Coleman S & al., estimated malaria transmission risk based on vector-human interactions in northern Ghana, where indoor residual spraying (IRS) and insecticide-treated nets (ITNs) have been deployed. As reported in Estimating Malaria Transmission Risk Through Surveillance of Human-Vector Interactions in Northern Ghana, Parasit Vectors. 2023 Jun 19; 16(1):205, https://doi.org/10.1186/s13071-023-05793-2, “[i]ndoor and outdoor human biting rates (HBRs) were measured using monthly human landing catches (HLCs) from June 2017 to April 2019… Indoor and outdoor HBRs were similar in both the IRS intervention … and control communities… After adjusting for human behavior observations and parity, the combined effect of IRS and ITN utilization (IRS: 37.8%; control: 57.3%) on reducing malaria transmission risk was 58% in IRS + ITN communities and 27% in control communities with ITNs alone…”
“Larvicides, especially in endemic regions, [constitute] an effective approach to the control of mosquito-borne diseases.” As reported in Sanei-Dehkordi A & al., Nanoliposomes Containing Three Essential Oils from the Artemisia Genus as Effective Larvicides Against Aedes aegypti and Anopheles stephensi, Sci Rep, 2023 Jul 7; 13(1):11002, https://doi.org/10.1038/s41598-023-38284-6, “the composition of three essential oil from the Artemisia L. family was analyzed by Gas Chromatography-Mass Spectrometry. Afterward, nanoliposomes containing essential oils of A. annua, A. dracunculus, and A. sieberi … were prepared… The results revealed that nanoliposomes containing A. dracunculus exerted the highest potential larvicidal effect against Ae. aegypti and An. stephensi …”
“Attractive targeted sugar baits (ATSBs) control sugar-feeding mosquitoes with oral toxicants, and may effectively complement core malaria interventions, such as insecticide-treated nets even where pyrethroid-resistance is widespread.” Muyaga LL & al., Effects of Vegetation Densities on the Performance of Attractive Targeted Sugar Baits (ATSBs) for Malaria Vector Control: A Semi-Field Study, Malaria J, 2023 Jun 21, 23:190, https://doi.org/10.1186/s12936-023-04625-z is a laboratory-based study of these baits, coupled with human landing catches. The study showed modest efficacy in reducing biting frequencies, depending to some extent on vegetation in the bait chambers.
“Cabamiquine is a novel antimalarial that inhibits Plasmodium falciparum translation elongation factor 2. [van der Plas JL & al.] investigated the causal chemoprophylactic activity and dose–exposure–response relationship of single oral doses of cabamiquine following the direct venous inoculation (DVI) of P falciparum sporozoite. Their report their Phase 1b study in Causal Chemoprophylactic Activity of Cabamiquine Against Plasmodium falciparum in a Controlled Human Malaria Infection: A Randomized, Double-Blind, Placebo- Controlled Study in the Netherlands, Lancet Infect Dis, 2023 Jul 3, https://doi.org/10.1016/S1473-3099(23)00212-8. Using a small number of volunteers who underwent treatment with the drug followed by controlled infection, they concluded that the drug was well tolerated (adverse events “were of mild severity, transient, and resolved without sequelae”). They propose that “cabamiquine could be developed as a single-dose monthly regimen for malaria prevention.” Olotu A & Möhrle JJ, Moving Seasonal Malaria Chemoprevention out of Its Geographical Isolation, Lancet Infect Dis, 2023 Jul 3, https://doi.org/10.1016/S1473-3099(23)00268-2 is an accompanying editorial.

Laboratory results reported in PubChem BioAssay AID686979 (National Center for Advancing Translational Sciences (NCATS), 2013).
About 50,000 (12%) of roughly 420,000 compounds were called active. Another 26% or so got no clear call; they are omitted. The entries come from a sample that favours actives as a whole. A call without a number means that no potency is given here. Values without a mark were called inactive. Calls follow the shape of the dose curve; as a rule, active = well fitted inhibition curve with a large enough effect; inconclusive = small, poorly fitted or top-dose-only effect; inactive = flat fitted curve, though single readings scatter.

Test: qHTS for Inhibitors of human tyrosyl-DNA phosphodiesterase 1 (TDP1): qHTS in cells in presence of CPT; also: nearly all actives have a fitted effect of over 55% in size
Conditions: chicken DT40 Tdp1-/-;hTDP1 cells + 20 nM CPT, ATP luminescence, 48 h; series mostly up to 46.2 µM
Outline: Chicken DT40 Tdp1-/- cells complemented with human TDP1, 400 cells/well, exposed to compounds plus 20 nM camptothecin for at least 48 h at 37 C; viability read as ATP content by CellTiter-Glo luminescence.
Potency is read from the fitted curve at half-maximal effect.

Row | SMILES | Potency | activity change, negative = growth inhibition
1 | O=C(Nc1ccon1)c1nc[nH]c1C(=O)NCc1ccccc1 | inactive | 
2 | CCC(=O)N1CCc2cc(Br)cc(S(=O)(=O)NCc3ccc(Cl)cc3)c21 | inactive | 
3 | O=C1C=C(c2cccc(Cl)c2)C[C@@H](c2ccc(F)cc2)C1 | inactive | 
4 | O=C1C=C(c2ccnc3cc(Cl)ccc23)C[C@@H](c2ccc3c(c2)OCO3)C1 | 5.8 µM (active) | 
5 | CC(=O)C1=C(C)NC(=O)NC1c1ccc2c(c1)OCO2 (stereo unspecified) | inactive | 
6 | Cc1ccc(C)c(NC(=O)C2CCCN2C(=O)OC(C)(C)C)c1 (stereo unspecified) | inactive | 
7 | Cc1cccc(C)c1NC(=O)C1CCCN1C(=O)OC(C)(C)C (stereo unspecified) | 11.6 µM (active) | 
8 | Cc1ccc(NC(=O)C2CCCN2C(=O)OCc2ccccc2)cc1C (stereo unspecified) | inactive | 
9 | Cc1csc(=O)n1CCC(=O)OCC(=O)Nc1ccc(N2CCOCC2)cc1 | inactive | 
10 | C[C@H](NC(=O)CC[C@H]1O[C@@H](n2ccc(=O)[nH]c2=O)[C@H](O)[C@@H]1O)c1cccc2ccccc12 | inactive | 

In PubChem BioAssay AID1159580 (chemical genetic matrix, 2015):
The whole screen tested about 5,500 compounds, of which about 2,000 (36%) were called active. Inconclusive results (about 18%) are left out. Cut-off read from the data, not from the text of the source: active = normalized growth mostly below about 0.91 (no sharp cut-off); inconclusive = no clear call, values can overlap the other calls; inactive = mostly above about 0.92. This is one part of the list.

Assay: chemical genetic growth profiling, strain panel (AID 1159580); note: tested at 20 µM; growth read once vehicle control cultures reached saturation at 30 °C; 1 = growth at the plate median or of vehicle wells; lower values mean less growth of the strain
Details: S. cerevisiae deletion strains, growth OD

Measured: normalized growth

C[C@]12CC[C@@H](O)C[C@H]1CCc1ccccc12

Seasonal Malaria chemoprevention (SMC) is one of the large-scale life-saving malaria interventions … recommended for the Sahel subregion, including Burkina Faso and recently extended to other parts of Africa. Sondo P & al., Baseline Malarial and Nutritional Profile of Children Under Seasonal Malaria Chemoprevention Coverage in the Health District of Nanoro, Burkina Faso, PLoS One. 2023 Jun 26; 18(6):e0287210, https://doi.org/10.1371/journal.pone.0287210 report on the characteristics of the population, especially older children who receive SMC. One of their major conclusions is that in the areas studied “children who received [SMC] were mostly undernourished during the period of SMC delivery, suggesting the need for combining the SMC with synergistic interventions against malnutrition to achieve best impact.”
“Young women in sub-Saharan Africa are a group at increased risk for malaria in pregnancy. Early antenatal care (ANC) seeking makes it more likely that women will receive the recommended doses of intermittent preventive treatment of malaria in pregnancy.” The abstract of Olapeju B, & al., Malaria-Related Psychosocial Factors, Past Antenatal Care-Seeking Behaviors, and Future Antenatal Care-Seeking Intentions by Maternal Age in Malawi and Democratic Republic of the Congo, Am J Trop Med Hyg. 2023 Jun 26: tpmd230069. https://doi.org/10.4269/ajtmh.23-0069 focuses primarily on the factors that enhance or impede young pregnant women to seek prenatal care early.
“The efficacy and effectiveness of antimalarial drugs are threatened by increasing levels of resistance and therefore require continuous monitoring. Chemoprevention is increasingly deployed as a malaria control measure, but there are no generally accepted methods of assessment. We propose a simple method of grading the parasitological response to chemoprevention (focusing on seasonal malaria chemoprevention) that is based on pharmacometric assessment” is the entire abstract of White NJ & al., A Proposed Method of Grading Malaria Chemoprevention Efficacy, Trans R Soc Trop Med Hyg, 2023 Jul 10; trad042, https://doi.org/10.1093/trstmh/trad042.